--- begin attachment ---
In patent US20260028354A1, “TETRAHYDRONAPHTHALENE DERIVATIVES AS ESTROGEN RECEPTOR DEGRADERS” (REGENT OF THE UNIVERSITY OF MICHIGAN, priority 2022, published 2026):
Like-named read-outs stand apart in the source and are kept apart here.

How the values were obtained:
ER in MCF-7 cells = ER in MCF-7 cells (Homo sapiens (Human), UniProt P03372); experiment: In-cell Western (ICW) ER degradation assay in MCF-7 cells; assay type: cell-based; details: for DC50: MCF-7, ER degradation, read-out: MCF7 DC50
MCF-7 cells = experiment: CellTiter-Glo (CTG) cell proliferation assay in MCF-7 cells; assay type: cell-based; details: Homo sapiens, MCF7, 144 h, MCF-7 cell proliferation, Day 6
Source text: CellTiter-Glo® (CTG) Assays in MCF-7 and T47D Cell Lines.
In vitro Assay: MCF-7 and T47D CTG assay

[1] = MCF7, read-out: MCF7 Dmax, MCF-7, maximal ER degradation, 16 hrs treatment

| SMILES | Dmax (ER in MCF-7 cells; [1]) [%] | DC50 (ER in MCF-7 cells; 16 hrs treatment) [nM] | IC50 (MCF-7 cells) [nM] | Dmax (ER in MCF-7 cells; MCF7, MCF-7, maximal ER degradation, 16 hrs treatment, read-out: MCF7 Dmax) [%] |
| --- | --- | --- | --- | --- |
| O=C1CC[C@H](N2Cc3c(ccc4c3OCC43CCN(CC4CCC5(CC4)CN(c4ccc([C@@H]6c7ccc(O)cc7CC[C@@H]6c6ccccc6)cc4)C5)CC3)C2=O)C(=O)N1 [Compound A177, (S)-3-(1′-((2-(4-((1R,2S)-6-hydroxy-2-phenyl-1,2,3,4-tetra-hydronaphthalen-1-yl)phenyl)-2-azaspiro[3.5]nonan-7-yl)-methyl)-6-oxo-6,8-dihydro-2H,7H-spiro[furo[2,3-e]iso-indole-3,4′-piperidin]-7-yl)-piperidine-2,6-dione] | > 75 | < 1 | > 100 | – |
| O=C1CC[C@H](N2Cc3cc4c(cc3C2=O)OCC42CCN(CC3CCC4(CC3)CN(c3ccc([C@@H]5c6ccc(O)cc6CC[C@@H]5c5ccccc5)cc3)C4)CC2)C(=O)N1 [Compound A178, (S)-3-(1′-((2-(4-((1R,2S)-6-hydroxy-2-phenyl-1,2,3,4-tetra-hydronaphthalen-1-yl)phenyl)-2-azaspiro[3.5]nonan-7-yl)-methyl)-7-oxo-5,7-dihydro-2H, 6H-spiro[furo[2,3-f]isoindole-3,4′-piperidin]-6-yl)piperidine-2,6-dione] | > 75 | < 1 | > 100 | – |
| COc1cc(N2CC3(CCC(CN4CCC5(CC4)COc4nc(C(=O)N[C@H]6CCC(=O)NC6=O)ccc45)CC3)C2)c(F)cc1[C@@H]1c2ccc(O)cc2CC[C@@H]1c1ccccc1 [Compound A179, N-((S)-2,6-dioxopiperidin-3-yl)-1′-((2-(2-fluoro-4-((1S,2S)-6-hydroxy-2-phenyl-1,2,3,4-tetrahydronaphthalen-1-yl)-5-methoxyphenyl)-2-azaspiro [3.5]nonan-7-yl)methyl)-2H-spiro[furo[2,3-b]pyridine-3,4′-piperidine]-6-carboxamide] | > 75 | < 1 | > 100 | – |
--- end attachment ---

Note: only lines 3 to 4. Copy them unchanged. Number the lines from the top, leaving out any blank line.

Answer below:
How the values were obtained:
ER in MCF-7 cells = ER in MCF-7 cells (Homo sapiens (Human), UniProt P03372); experiment: In-cell Western (ICW) ER degradation assay in MCF-7 cells; assay type: cell-based; details: for DC50: MCF-7, ER degradation, read-out: MCF7 DC50